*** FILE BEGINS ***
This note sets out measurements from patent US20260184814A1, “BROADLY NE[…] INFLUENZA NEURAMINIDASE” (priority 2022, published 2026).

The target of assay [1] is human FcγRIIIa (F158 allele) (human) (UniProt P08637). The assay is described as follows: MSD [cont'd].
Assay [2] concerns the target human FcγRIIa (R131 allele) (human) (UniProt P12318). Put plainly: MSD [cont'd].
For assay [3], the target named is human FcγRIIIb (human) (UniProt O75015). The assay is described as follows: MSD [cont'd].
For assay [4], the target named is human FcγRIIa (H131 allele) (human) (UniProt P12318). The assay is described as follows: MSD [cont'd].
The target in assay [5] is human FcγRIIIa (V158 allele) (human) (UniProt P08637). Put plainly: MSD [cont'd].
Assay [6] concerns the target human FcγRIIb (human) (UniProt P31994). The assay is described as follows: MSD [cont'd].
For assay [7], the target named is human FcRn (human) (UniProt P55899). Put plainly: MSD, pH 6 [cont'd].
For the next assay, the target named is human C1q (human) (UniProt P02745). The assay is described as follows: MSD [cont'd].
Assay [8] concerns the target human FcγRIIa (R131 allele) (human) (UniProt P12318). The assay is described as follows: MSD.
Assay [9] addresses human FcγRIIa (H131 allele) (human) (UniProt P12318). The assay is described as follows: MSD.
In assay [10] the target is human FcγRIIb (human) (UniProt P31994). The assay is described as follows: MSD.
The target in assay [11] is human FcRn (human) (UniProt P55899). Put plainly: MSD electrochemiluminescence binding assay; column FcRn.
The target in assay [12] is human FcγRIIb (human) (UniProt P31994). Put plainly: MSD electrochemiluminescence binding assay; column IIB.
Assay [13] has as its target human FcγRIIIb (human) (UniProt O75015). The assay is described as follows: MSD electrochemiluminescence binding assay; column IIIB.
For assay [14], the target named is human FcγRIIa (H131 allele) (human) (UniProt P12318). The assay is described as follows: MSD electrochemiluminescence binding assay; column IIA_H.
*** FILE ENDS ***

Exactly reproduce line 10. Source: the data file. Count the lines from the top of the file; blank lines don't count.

Assay [8] concerns the target human FcγRIIa (R131 allele) (human) (UniProt P12318). The assay is described as follows: MSD.